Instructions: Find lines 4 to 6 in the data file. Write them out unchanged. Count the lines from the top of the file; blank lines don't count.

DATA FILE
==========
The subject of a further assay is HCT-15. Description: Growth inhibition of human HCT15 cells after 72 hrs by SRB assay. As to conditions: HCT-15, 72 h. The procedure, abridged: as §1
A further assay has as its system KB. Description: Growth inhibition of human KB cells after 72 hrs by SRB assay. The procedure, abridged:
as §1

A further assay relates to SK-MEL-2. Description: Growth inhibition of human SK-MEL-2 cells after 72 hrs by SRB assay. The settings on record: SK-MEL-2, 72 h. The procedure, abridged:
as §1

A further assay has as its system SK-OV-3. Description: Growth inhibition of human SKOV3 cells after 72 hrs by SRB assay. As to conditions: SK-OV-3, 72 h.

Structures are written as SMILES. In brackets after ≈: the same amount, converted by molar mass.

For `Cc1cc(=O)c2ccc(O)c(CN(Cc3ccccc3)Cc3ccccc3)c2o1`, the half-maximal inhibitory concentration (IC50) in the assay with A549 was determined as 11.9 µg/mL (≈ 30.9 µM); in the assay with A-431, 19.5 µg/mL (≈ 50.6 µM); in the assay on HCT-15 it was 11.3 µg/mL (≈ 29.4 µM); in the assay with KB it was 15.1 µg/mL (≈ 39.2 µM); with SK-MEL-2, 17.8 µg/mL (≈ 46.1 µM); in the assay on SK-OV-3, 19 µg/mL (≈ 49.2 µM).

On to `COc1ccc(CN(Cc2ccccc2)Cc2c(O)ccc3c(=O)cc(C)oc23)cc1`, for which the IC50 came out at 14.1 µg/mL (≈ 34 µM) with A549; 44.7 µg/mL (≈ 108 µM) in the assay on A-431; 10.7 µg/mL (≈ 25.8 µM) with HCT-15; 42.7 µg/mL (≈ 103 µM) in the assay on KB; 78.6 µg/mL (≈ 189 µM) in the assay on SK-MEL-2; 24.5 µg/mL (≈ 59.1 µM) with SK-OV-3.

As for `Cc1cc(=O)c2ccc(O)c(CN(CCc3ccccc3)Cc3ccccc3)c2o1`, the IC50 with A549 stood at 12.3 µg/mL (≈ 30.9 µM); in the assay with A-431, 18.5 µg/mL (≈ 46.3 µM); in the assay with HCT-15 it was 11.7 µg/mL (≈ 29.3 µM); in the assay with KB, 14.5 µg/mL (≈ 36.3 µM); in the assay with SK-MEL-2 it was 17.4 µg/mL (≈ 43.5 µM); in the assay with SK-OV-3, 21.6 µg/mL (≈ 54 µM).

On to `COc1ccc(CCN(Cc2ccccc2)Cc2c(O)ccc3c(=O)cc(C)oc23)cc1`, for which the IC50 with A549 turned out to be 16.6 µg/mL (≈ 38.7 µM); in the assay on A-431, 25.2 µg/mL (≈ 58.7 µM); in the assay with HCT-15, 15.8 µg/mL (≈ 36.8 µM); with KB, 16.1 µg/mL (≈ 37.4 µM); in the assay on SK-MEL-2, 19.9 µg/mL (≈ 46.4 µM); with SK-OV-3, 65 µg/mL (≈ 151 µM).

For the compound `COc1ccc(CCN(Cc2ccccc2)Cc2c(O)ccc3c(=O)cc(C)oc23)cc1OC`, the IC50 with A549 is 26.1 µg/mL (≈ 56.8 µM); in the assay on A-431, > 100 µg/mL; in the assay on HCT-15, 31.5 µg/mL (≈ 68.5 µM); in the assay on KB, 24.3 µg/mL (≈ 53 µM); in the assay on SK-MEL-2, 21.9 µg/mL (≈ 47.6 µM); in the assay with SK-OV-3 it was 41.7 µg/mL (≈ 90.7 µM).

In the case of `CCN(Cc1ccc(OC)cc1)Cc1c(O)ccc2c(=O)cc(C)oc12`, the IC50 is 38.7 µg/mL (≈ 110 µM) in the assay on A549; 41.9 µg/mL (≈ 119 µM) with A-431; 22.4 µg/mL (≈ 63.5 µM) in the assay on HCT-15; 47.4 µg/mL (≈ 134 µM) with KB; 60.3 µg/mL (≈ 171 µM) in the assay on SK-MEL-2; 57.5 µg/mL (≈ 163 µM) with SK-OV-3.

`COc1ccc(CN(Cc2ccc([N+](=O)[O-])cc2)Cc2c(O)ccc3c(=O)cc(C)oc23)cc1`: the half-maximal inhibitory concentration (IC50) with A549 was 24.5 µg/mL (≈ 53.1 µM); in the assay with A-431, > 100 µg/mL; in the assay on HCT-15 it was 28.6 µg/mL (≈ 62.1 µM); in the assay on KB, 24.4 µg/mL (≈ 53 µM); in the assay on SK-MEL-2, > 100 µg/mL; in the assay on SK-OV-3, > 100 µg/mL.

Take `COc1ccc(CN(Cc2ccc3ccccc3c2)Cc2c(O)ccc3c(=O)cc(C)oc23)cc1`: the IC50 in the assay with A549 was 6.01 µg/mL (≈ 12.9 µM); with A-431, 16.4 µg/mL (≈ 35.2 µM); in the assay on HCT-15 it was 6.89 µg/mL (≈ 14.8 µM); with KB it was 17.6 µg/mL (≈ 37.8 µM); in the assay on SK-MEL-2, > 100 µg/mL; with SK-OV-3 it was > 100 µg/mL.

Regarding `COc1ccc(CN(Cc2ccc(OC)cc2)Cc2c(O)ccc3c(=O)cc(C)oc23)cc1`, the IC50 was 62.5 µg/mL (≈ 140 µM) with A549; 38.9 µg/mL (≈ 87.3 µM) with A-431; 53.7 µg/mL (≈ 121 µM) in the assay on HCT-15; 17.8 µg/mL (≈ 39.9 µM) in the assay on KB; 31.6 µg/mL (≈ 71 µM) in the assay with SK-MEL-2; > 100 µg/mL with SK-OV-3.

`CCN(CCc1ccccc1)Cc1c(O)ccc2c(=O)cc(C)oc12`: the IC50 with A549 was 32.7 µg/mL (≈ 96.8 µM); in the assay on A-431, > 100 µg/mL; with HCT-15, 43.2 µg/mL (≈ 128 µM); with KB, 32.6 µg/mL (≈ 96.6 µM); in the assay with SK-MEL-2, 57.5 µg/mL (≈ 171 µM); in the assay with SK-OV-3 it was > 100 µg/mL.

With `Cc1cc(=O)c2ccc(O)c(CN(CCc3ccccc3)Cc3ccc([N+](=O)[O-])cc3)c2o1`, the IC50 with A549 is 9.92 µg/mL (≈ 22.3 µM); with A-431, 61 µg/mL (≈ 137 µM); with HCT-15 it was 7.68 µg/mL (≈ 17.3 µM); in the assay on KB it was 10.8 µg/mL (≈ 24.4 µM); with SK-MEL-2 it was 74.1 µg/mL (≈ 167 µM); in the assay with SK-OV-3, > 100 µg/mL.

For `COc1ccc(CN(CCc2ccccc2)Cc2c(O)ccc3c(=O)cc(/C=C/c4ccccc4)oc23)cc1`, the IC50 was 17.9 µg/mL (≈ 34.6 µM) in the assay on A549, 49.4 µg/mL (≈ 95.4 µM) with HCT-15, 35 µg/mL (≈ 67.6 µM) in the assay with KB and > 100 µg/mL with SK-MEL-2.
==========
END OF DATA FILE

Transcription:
A further assay relates to SK-MEL-2. Description: Growth inhibition of human SK-MEL-2 cells after 72 hrs by SRB assay. The settings on record: SK-MEL-2, 72 h. The procedure, abridged:
as §1

A further assay has as its system SK-OV-3. Description: Growth inhibition of human SKOV3 cells after 72 hrs by SRB assay. As to conditions: SK-OV-3, 72 h.